But merely asserting that the text is a composite isn’t tremendously helpful either unless we can agree to some degree on that nature of that composition. There are those who insist that we cannot understand a single sentence in Genesis until we establish it Sitz im Leben in post-exile Judaism (when it was originally written in some scholars’ minds). I’m not sure what that kind of composition-centered scholarship can offer to us.

        Even more, the “as it is to this day” statements strewn throughout Genesis, the Pentateuch, and the historical books were sufficient evidence of “composition” to ancient and modern interpreters. So I wonder if the DH actually brings about a new construct concerning composition, or just gave higher critical schools the necessary fuel for their Kantian flame to consume traditional readings.

        I honestly don’t know, I’m just skeptical that a natural reading of these texts doesn’t beg the same questions to which DH gives more specific, if misguided, answers. Just thinking out loud here.

  2. fünke's_medicine

    BTW- I applaud your effort here and hope that you can see it through.

  3. I might suggest that the problem with the Documentary Hypothesis is its strict alignment with one direction: disassembly backward in time. The text cannot say a unified thing because it did not have a unified origin, IOW. But this ignores the human communities for whom the redactional process produced scripture which spoke to them. While it is necessary to see the composite nature of the material we have, it is likewise necessary to see it precisely as a composition.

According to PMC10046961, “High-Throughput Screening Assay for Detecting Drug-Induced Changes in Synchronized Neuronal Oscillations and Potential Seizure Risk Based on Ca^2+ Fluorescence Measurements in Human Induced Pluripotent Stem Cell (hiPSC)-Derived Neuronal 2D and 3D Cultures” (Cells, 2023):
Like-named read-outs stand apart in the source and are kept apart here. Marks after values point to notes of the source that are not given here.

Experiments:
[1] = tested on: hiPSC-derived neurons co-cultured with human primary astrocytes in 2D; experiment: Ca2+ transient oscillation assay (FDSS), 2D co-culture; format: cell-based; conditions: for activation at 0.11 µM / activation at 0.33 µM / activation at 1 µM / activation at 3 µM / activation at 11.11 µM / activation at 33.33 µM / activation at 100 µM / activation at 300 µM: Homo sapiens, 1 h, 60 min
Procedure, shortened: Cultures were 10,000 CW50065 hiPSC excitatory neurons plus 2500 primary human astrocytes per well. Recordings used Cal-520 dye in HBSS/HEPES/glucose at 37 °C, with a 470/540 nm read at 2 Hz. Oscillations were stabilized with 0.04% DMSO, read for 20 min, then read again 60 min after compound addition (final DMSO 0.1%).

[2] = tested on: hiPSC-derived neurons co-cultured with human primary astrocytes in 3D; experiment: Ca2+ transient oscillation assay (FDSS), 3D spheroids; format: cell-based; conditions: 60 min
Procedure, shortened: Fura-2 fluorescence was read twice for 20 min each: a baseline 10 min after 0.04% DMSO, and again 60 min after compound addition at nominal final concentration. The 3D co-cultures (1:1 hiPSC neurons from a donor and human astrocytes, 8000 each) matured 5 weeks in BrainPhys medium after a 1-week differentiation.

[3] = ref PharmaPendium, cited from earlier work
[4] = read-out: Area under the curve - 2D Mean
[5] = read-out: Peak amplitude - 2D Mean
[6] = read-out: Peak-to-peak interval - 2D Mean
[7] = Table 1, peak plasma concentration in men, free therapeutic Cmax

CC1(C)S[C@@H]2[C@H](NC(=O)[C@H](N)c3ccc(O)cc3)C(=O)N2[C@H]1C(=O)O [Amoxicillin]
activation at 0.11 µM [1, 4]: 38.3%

Example: Isaiah (though we’re in Pentateuch land at the moment) is widely regarded now to be tripartite, and recursively edited at each stage. But the product of the redaction that included Trito-Isaiah is Isaiah. The product of the redaction that produced Deutero-Isaiah is Isaiah. (Including the view that the spoken-of redeemer matches Cyrus, and therefore should have been written in as such.) At every point it was the living document of a living community of faith, and it bears the marks of that life. Composite editing is simply a means of understanding part of the meaning of the combination of these components.

    Tools are not teleological beings; their users apply intention to them. The question remains how we will read the documents we have before us, and so how we will use the tools available to us. If we let it stand that the authority of scripture is based on a historically singular origin, and the faithfulness of the present text to that putative original, we have missed the point of scripture and the stories it tells. We have missed the text itself as it stands before us, for want of a reason to invalidate it. And it is not so difficult for the interpreter for whom the story has meaning in faith to negate this supposed invalidity. Know what they would have you know, and then tell the story as it stands, knowing that. Learn about the text’s community. Envision the community, and preach its promise to the community. And voila, you will see that you have a text that works as its stands.